The metallic makes any knitting pattern a party-in-a-sock, plus it's practical: soft (= happy feet), washable, and dry cleanable (if you are into dry cleaning your socks). Twist is a softly variegated thread, made up of two or more colors, so the hues give a lovely depth to your base yarn and almost literally dance in the light.

Susan offers this expert advice about the Kreinik Twist carry-along: "The thread I'm using is called Twist and it doesn't change the gauge at all for knitting when carried along with your yarn. I have been asked if it is scratchy and the answer is no. The thread is not scratchy at all but it does change the texture of the knit fabric slightly. It is remarkably still soft considering the addition of a metallic thread."

Check out Susan's blog featuring her Tinsel Socks here: Her blog post also includes a link to her free sock pattern.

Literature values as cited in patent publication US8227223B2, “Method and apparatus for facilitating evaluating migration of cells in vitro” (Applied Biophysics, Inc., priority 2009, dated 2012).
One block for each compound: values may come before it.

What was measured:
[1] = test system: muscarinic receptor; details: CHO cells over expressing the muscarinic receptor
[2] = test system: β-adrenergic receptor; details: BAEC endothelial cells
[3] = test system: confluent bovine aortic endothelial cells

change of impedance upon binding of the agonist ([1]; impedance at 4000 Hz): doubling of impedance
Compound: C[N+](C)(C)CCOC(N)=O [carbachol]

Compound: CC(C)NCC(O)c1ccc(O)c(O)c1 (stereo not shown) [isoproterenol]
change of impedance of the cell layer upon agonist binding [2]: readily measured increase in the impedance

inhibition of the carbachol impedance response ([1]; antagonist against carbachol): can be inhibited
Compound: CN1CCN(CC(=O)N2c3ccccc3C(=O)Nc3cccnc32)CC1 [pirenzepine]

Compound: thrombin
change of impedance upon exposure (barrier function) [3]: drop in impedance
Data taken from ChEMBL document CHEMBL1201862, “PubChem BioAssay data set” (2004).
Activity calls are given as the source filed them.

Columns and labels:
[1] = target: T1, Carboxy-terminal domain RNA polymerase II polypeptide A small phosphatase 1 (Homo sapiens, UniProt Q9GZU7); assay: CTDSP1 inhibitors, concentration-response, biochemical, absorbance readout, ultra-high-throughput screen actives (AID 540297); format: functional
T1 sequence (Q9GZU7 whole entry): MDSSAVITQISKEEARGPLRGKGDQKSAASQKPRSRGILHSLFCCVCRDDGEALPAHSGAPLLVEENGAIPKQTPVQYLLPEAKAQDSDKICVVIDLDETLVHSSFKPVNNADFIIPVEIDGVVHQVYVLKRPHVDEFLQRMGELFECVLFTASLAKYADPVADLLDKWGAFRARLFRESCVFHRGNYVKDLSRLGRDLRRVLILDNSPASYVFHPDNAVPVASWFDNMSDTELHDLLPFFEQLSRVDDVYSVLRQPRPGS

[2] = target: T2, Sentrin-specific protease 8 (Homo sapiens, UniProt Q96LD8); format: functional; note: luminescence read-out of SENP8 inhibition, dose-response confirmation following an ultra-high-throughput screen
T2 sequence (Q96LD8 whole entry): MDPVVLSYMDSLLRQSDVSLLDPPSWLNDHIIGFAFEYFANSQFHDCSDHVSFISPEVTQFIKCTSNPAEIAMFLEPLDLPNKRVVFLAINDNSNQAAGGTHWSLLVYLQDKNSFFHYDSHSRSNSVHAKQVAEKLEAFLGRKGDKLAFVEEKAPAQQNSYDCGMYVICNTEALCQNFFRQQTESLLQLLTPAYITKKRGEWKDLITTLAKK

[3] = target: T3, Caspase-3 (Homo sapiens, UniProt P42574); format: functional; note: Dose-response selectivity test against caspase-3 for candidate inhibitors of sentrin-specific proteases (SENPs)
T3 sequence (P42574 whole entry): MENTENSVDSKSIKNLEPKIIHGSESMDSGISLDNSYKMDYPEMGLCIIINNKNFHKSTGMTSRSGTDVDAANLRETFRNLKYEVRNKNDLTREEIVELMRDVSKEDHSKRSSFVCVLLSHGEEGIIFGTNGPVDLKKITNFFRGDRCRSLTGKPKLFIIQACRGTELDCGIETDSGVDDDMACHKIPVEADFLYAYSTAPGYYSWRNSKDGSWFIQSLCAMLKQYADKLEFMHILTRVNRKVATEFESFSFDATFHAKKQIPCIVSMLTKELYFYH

Get your Kreinik Twist from a needlepoint or knitting store, or online here:

May your holiday socks be merry and bright.


25 Free Christmas Projects

Deck the halls with handmade treasures this holiday season. What to make? Pick one or more of the colorful and quick free project ideas from Kreinik. Our 25 Days of Free Christmas Projects calendar is on the Kreinik website, featuring crochet, knitting, cross stitch, needlepoint, kid's crafts, paper crafts, and more.

Each project is designed to use one to three Kreinik thread colors, and to be made in short order (we know how busy everyone is this time of year). And we've designed them to be low-cost on finishing: many of the cross stitch or needlepoint designs can be finished using ornament frames found at craft stores and discount stores this time of year. There's even a few dollar-store transformations you have to see to believe.

Visit the 25 Days of Free Christmas Projects calendar now, and bookmark it to check for design additions.

Happy holidays from Kreinik! Make it a colorful, shiny, creative New Year.


Cabled Cowl

Cabled Cowl

Designed by Karen Whooley of 

This knitted cowl stands out thanks to the Kreinik metallic Twist, a soft 3-ply metallic. Yes — it's a soft metallic thread! It dresses up any yarn and makes your project look more elegant.

CO – Cast On